Sept. 26--The 1970s were a high point of UFO sightings, alternative history, New Age mysticism and paranoid conspiracies, as well as a few not-so-paranoid conspiracies. As the decade ended, one movie in particular weaved all of those threads together.
"Hangar 18" betrays its low-budget pedigree from the opening shot: a spaceship filling the screen above a planet. It's a shot that explicitly recalls the opening of "Star Wars," except in this case the spaceship is a NASA space shuttle, the planet is Earth and the special effects look more suited to a TV movie than to anything playing on a big screen. But any movie that would so eagerly invite an unfavorable "Star Wars" comparison deserves our attention.
Released in 1980 and quickly forgotten, "Hangar 18" is back, issued on DVD and Blu-ray by Olive Films (olivefilms.com) and looking better than it probably did during its theatrical run.
The film wastes no time getting started. The shuttle we see in the opening is on a mission to launch a top-secret military satellite. But before the launch can occur, the shuttle astronauts spot what looks like an alien spacecraft hovering above them. When the satellite launches as scheduled, it slams right into the UFO, sending the alien craft crashing to Earth and killing one of the astronauts.
From there, the film branches off into three overlapping story lines.
The first follows the team of NASA scientists assigned to study the UFO, which the government has secreted away at the titular Hangar 18. The second involves the politicians trying to keep the UFO crash secret until after the presidential election. And the third follows the two surviving shuttle astronauts trying to prove they saw what they saw and clear their names after they're blamed for their fellow astronaut's death.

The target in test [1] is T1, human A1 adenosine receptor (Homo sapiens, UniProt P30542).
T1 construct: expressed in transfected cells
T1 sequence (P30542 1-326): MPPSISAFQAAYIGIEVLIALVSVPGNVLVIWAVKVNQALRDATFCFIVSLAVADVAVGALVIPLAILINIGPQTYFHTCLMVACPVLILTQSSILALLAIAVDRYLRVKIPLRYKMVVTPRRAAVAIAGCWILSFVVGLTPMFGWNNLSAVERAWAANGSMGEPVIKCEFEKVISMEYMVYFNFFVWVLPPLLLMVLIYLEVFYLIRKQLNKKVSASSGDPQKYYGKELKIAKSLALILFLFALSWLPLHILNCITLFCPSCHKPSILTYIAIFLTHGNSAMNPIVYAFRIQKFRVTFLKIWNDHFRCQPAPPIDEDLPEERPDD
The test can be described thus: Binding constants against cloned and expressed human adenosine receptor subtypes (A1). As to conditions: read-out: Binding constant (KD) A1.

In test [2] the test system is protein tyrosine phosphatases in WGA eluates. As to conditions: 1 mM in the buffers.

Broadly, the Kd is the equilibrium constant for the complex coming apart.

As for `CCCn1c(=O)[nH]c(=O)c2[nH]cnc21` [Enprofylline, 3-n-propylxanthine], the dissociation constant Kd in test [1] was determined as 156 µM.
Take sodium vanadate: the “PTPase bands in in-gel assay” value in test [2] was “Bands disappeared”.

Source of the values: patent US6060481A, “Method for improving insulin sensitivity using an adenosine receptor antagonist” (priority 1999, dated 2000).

If "Hangar 18" were a modern TV show, that would be enough plot for a season-long story arc, but as it is, "Hangar 18" breezes along and clocks in at a bit more than 90 minutes.
"Hangar 18" seems a bit low-rent for a theatrical release, but it would have made for a pretty impressive TV movie of the week. Director James L. Conway ("The Boogens"), who would go on to direct episodes of the various "Star Trek" spin-offs, makes the most of what he has, which includes a solid cast of television veterans, led by Darren McGavin ("Kolchak: The Night Stalker") as the NASA director tasked with leading the investigation.
McGavin's Harry Forbes is a lot like his Carl Kolchak, only Forbes gets to investigate the paranormal with the assistance of the best minds NASA has to offer, while Kolchak has only his trusty tape recorder. Forbes is the most entertaining part of the movie.
Heading up all the president's men are Robert Vaughn ("The Man from UNCLE") as Chief of Staff Gordon Cain and ubiquitous character actor Joseph Campanella as Cain's right-hand man.
The last of the heavy lifting falls to the two astronauts, played by wisecracking James Hampton ("Sling Blade") opposite wooden straight man and future "Hour Magazine" host Gary Collins.
Other recognizable faces include Pamela Bellwood ("Dynasty"), Stuart Pankin ("Not Necessarily the News") and William Schallert ("The Patty Duke Show").
Everything about the movie seems perfunctory. "Hangar 18" covers a lot of ground, so everything is plot, plot, plot with little time for anything else.
As for the plot, it's a crash course in UFO lore, drawing on ideas that became popular in the '70s: alien abductions, government cover-ups and the idea popularized in Erich Von Daniken's book "Chariots of the Gods?" that extraterrestrials visited Earth long ago and influenced humanity's development. There are even "men in black," long before MIBs became a big deal.
"Hangar 18" is entertaining enough in a disposable, Saturday matinee way, but it's truly fascinating as an artifact of UFO mania. This is where all the pieces first came together.
Assistant Metro Editor Franklin Harris can be reached at 256-340-2394 or email@example.com.
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